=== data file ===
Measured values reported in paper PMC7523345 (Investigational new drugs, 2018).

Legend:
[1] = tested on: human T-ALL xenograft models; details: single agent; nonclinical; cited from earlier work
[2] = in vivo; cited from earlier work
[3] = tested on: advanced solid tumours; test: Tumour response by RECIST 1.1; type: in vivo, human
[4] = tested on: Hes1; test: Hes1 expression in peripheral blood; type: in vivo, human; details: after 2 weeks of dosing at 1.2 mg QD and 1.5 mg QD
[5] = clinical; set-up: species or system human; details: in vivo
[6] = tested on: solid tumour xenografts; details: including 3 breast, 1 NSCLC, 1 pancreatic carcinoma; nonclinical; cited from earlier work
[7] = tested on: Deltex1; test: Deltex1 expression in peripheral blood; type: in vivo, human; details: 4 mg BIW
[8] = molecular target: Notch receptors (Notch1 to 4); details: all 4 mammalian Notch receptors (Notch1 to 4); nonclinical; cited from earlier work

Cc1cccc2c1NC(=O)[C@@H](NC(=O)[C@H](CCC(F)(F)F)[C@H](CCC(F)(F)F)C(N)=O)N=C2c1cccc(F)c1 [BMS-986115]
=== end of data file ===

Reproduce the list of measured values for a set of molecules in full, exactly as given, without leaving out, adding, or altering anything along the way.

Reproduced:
Measured values reported in paper PMC7523345 (Investigational new drugs, 2018).

Legend:
[1] = tested on: human T-ALL xenograft models; details: single agent; nonclinical; cited from earlier work
[2] = in vivo; cited from earlier work
[3] = tested on: advanced solid tumours; test: Tumour response by RECIST 1.1; type: in vivo, human
[4] = tested on: Hes1; test: Hes1 expression in peripheral blood; type: in vivo, human; details: after 2 weeks of dosing at 1.2 mg QD and 1.5 mg QD
[5] = clinical; set-up: species or system human; details: in vivo
[6] = tested on: solid tumour xenografts; details: including 3 breast, 1 NSCLC, 1 pancreatic carcinoma; nonclinical; cited from earlier work
[7] = tested on: Deltex1; test: Deltex1 expression in peripheral blood; type: in vivo, human; details: 4 mg BIW
[8] = molecular target: Notch receptors (Notch1 to 4); details: all 4 mammalian Notch receptors (Notch1 to 4); nonclinical; cited from earlier work

Cc1cccc2c1NC(=O)[C@@H](NC(=O)[C@H](CCC(F)(F)F)[C@H](CCC(F)(F)F)C(N)=O)N=C2c1cccc(F)c1 [BMS-986115]